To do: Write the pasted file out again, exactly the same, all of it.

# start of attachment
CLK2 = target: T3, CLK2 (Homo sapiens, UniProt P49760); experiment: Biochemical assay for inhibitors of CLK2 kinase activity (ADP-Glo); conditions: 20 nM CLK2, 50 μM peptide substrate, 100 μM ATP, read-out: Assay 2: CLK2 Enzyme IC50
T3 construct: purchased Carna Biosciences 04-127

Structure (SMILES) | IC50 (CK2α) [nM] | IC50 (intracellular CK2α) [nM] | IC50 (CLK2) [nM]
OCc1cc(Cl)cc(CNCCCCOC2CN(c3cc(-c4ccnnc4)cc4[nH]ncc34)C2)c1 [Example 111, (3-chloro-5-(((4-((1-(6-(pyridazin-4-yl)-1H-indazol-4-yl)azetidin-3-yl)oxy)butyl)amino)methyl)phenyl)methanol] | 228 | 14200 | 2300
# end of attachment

CLK2 = target: T3, CLK2 (Homo sapiens, UniProt P49760); experiment: Biochemical assay for inhibitors of CLK2 kinase activity (ADP-Glo); conditions: 20 nM CLK2, 50 μM peptide substrate, 100 μM ATP, read-out: Assay 2: CLK2 Enzyme IC50
T3 construct: purchased Carna Biosciences 04-127

Structure (SMILES) | IC50 (CK2α) [nM] | IC50 (intracellular CK2α) [nM] | IC50 (CLK2) [nM]
OCc1cc(Cl)cc(CNCCCCOC2CN(c3cc(-c4ccnnc4)cc4[nH]ncc34)C2)c1 [Example 111, (3-chloro-5-(((4-((1-(6-(pyridazin-4-yl)-1H-indazol-4-yl)azetidin-3-yl)oxy)butyl)amino)methyl)phenyl)methanol] | 228 | 14200 | 2300